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The Big Atmospheric Block of Autumn 2023

There has been a lot of talk about the stubborn weather pattern that has affected so much of New Zealand during the last week or so. There has also been some colourful meteorological words popping up on some of the media news websites, like “atmospheric river” and “omega block”. However, there is more to all this than meets the eye. We are actually seeing the affects of long term global warming impacting our daily weather and seasonal weather patterns. Let's take a look at this in more detail.
At the heart of the stubborn or stuck weather pattern that began the last weekend of April (28th & 29th) was a large anticyclone - an area of high pressure. Having slipped quietly across the country, it then stalled just to the east of the country and created the beginnings of a massive “brick wall” that would cause the weather systems to get stuck rather like a log jam in a raging river.

Weather map for May 4th 2023

A surge of cold air from well down in the Southern Ocean raced north across the Chathams and into the mid Pacific.

It passed over much warmer than normal seas ( 2-4 C ) above normal).This warmer pool of sea helped to increase the vertical motion within this cold surge. This rising air soon developed some spin thanks to planetary pressure forces - ie, Coriolis, etc) and formed a rapidly deepening area of low pressure. With such intense forward motion, the deepening low cut off in the upper level steering flow. Think of it like a wave breaking at the beach. This made for a spinning low that was in no hurry to move.

Sea surface temperature (SST) anomoly map. Warmer that normal seas in orange and red.

The high passing across NZ then encountered this “road block spinning low” further east of NZ and put the breaks on! At the same time a new low was forming up in the sub- tropics to the north of New Zealand and was heading southeast. Ahead of the new sub-tropical low, a good feed of very warm air in the mid levels of the atmosphere was surging towards New Zealand. This warmer air began to feed into the top of the high just east. This in turn was like pouring petrol on a bonfire. Areas of high pressure are essentially like big mountains of warm air. The taller the mountain of warm air, the higher pressure at the surface.
Imagine a stack of plates. Holding a stack of three plates is not that heavy to hold, but three hundred - well that is a different story!
This is a big mountain of warm air or “upper ridge”.

500 hpa temperature map May 4th 2023 (Warmer air in yellow and orange)

The “road block spinning low” created a log jam -
this is known as an atmospheric block.
When these upper ridges cut off in the upper wind flow to form a big circle in the shape of the greek letter Omega they can also be know as an omega block.
How does this all relate to our weather? Our weekend high was about to become a high that would become a mega high 1042hpa in strength. Intense at any time of the year, especially Autumn. This also put NZ into a warm, humid and moist northerly airflow. The initial sub-tropical low brought rain and gales the northern parts of the country by late weekend but that was only the beginning. As more warm air in the mid levels spread into the upper ridge, the high just dug its heels in and refused to move. Rather like a huge rugby prop digging in at the start of a goal line scrum!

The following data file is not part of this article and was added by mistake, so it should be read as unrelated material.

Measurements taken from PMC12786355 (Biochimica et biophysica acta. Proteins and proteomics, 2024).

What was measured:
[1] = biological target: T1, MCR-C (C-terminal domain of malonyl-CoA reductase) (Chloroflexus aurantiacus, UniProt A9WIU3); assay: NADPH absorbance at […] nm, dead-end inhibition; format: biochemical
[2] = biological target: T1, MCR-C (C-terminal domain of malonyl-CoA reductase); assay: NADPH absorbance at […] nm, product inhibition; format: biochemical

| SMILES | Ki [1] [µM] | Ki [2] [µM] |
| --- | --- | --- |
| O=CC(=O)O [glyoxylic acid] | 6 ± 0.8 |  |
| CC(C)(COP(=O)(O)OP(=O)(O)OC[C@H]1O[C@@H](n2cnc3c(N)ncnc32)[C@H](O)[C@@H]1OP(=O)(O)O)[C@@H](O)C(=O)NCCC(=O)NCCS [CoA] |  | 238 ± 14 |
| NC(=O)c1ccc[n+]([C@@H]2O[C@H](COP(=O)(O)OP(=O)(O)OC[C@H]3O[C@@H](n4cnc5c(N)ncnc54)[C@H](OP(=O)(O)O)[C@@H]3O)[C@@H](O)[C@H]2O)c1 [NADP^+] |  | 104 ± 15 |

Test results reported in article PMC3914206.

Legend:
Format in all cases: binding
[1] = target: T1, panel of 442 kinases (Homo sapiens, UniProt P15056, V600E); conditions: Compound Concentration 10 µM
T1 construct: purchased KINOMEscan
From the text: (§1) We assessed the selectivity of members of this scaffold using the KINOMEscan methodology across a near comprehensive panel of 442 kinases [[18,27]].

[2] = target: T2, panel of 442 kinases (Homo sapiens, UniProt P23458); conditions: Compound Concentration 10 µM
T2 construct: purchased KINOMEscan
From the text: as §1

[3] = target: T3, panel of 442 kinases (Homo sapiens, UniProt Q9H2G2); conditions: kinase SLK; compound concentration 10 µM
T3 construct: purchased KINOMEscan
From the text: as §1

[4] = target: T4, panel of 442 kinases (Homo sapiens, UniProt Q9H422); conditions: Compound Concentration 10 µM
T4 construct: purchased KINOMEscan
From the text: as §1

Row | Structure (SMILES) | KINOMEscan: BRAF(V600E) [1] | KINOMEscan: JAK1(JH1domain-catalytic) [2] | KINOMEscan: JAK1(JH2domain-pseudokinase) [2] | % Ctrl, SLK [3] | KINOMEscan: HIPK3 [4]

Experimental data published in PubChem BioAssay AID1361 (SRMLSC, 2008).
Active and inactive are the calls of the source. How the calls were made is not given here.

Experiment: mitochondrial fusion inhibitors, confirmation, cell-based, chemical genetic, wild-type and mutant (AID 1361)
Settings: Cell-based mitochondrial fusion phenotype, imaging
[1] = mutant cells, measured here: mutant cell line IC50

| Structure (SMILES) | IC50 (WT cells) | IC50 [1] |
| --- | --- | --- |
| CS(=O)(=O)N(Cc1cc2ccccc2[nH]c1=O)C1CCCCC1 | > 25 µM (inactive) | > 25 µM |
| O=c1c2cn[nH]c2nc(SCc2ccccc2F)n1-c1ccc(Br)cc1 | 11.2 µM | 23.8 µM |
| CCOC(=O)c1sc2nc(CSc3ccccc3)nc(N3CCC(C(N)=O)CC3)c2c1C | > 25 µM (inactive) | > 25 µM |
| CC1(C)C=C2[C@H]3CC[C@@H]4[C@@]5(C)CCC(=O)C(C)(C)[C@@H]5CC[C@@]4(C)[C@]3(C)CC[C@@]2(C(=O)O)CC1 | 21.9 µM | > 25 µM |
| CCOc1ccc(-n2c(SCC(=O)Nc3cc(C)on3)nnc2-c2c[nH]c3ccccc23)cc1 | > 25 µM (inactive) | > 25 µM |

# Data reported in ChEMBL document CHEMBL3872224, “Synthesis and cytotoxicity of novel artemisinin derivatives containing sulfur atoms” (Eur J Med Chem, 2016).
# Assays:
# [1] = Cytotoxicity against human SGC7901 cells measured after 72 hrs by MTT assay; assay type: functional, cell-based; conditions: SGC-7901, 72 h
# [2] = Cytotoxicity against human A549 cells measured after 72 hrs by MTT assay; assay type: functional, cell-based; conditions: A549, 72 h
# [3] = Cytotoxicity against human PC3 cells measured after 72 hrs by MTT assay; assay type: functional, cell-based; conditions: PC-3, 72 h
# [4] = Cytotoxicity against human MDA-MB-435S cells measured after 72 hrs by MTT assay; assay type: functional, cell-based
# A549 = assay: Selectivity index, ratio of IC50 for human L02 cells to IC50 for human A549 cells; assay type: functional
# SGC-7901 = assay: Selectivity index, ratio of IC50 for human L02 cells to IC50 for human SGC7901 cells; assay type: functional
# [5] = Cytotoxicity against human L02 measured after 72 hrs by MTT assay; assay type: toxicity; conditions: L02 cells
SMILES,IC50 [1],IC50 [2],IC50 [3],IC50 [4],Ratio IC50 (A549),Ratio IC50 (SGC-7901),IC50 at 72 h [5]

Quite often, stubborn and persistent atmospheric blocks can bring about extreme weather events because the weather is intensified and made to linger across a particular location for an extended period of time. In NZ many will remember extreme rainfall events such as the Nelson floods and more recently the Auckland floods in the Summer of 2023. They were all enhanced and intensified because of these atmospheric blocks.

So how does this all relate to changes in our planet and global warming?

In the last several hundred years the planet has increased in temperature (on average)

just over 1 degree C.

Many people do not realize that in addition to the more rapid warming at the poles, there is a growing mass of warmth across equatorial regions. This is not just at the earth’s surface, in fact there is more warmth further up into the mid and upper levels of the atmosphere.

Global mid-level (500 hpa) temperature map 6th May 2023. Equatorial warmth in orange & red.

At these levels the seasonal cold surges do not have as much affect on cooling the atmosphere, so the heat just continues to build and expand further north and south.

It is this heat that we now see extending further south into regions like Northern Australia, the Coral Sea and the Southwest Pacific.

It was indeed, this warmth that was picked up by the developing sub-tropical lows which then spread southeast into the the upper ridge of high pressure.

This is now happening more frequently and will continue to do so as the planet warms further in the future.


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